Millionaire philanthropist Sir Owen Glenn, whose inquiry into domestic violence and child abuse has been shaken by resignations, has denied a decade-old allegation of abuse.
Fairfax Media today reported Sir Owen entered a plea of no contest after he was charged with abusing a young woman in Hawaii in September 2002.
The no contest plea means he neither admitted nor denied the charge, which was brought before before the courts in 2003 and dismissed the following year.
Court documents, seen by Fairfax Media, show Sir Owen was arrested at Aston Waikiki Beach Hotel early on September 10, 2002, and charged with "abuse of family or household members".
The documents reportedly show he was accused of intentional, knowing or reckless physical abuse of the woman, whom Fairfax did not name in its report.
In a statement to Fairfax, Sir Owen denied the allegation. He said he regretted not taking the matter to court, but had decided after two years of dispute to resolve the case to avoid further "horrendous court costs" and to bring the matter to an end.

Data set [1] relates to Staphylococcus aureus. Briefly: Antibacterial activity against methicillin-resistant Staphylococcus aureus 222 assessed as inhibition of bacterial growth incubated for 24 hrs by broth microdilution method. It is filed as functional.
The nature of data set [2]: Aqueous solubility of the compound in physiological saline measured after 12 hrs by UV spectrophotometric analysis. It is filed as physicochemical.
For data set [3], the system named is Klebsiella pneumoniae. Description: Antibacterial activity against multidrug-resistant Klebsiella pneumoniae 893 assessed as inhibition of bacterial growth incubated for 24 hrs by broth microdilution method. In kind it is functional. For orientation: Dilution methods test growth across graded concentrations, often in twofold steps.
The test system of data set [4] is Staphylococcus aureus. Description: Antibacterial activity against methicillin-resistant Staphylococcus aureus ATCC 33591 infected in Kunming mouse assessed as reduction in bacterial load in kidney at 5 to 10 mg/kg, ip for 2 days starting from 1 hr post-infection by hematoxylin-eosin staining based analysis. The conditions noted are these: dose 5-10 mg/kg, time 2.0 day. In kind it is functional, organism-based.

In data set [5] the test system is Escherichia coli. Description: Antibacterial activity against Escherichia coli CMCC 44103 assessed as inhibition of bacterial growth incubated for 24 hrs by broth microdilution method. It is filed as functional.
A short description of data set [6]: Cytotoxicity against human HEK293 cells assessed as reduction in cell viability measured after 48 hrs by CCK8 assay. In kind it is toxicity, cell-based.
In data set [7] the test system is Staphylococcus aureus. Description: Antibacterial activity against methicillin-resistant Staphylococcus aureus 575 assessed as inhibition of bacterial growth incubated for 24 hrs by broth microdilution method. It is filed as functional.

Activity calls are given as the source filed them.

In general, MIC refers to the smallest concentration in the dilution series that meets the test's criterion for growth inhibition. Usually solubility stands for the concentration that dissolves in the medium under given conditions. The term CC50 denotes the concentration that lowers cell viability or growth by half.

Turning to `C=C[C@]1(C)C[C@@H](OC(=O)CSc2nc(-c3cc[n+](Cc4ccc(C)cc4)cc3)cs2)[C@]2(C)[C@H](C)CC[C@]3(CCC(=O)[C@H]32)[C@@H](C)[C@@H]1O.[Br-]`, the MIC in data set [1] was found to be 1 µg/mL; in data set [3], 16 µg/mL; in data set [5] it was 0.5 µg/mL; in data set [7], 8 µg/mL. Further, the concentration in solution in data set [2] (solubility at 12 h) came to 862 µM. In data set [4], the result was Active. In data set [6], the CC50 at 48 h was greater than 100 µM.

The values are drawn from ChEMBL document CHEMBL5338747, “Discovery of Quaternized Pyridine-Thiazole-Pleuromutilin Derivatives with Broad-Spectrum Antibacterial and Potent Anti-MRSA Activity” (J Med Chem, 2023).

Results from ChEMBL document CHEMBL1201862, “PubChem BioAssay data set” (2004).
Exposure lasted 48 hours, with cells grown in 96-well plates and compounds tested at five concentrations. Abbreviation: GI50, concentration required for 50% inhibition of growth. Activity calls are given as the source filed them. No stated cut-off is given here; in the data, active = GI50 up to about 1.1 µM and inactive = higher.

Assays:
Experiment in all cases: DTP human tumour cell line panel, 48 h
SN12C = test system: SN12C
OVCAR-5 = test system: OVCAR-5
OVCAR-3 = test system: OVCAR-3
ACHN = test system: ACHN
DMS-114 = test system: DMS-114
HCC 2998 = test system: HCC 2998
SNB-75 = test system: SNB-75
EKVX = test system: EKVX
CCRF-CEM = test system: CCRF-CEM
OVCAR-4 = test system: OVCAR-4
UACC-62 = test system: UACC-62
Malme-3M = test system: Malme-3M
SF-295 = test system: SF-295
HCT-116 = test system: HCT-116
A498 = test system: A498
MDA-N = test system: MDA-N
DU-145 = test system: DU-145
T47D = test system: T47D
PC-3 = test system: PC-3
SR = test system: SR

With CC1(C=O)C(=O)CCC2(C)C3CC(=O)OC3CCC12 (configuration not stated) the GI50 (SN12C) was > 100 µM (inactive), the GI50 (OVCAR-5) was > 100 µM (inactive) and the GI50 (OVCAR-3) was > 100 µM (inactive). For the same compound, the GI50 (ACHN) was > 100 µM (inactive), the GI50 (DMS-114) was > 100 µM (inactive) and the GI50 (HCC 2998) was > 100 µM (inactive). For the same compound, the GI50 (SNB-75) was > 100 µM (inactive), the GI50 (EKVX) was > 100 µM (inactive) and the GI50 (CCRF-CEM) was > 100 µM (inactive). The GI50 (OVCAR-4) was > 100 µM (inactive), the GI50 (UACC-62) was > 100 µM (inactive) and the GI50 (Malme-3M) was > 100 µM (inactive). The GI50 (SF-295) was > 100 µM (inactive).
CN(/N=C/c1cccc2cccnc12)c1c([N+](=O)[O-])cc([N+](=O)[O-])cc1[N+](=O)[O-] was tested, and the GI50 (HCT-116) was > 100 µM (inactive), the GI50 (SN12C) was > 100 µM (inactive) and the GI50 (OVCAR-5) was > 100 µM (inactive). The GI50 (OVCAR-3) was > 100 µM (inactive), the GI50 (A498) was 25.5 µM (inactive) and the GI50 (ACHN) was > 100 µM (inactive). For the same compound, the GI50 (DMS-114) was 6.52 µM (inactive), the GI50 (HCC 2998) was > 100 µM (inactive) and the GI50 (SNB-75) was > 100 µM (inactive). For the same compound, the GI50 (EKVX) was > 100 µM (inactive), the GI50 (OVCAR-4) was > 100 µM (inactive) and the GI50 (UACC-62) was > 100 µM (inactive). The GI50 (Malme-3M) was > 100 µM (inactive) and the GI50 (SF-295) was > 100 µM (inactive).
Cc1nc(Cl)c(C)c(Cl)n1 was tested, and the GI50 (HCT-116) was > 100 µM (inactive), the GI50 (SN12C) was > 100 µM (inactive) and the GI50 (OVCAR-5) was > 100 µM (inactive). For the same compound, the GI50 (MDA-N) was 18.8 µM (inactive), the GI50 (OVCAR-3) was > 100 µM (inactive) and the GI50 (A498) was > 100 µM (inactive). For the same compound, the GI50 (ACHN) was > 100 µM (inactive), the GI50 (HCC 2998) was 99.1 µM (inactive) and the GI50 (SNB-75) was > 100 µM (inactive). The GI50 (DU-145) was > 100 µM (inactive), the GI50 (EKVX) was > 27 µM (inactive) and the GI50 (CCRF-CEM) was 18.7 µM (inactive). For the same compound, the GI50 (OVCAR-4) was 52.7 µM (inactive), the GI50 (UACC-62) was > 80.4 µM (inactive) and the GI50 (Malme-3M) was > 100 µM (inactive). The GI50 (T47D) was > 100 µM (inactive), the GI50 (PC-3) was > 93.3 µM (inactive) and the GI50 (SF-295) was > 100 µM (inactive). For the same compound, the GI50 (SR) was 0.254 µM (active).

"It saddens me that yet again it appears the New Zealand media is delving into my personal life to fill their pages while New Zealand is ranked the third highest country in the world for rape and this issue goes virtually unreported."
The court documents reportedly show the charge was dismissed in August 2004 following a six-month period of probation.
Sir Owen has since signed two declarations that he has no history of violence towards women or children - one for the Glenn Inquiry, which has been shaken by resignations, and one for the White Ribbon anti-violence campaign, for which he has applied to become an ambassador.
The founding director of the $2 million Glenn Inquiry, Ruth Herbert, resigned in May, which was followed by a number of other resignations.
The inquiry board's chairman, Bill Wilson QC, told Radio New Zealand he had been informed about what had happened in Hawaii.
He said he was confident there was nothing to the abuse allegations and it was not surprising the charge was was dismissed.
Mr Wilson said the inquiry members were confident Sir Owen's declaration was accurate.
White Ribbon campaign manager Rob McCann initially told Fairfax Media it had not been aware of the charge, but said today said it was aware of the charge and would consider it in Sir Owen's application to become an ambassador.